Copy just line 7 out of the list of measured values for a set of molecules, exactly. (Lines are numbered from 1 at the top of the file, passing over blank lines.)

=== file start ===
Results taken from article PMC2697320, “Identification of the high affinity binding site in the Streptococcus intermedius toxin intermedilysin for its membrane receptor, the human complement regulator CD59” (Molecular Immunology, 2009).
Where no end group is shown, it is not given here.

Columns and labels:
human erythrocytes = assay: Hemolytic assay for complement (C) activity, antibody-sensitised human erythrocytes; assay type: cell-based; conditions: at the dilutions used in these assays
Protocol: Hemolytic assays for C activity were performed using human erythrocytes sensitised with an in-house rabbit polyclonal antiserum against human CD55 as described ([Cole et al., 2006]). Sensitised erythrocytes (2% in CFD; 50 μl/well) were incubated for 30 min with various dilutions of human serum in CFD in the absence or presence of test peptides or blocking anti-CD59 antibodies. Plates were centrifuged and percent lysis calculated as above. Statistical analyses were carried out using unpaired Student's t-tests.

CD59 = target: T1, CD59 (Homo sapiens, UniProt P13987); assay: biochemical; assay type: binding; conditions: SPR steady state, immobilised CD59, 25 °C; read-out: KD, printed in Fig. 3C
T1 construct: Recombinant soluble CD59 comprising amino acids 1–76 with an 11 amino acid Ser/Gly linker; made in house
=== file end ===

T1 construct: Recombinant soluble CD59 comprising amino acids 1–76 with an 11 amino acid Ser/Gly linker; made in house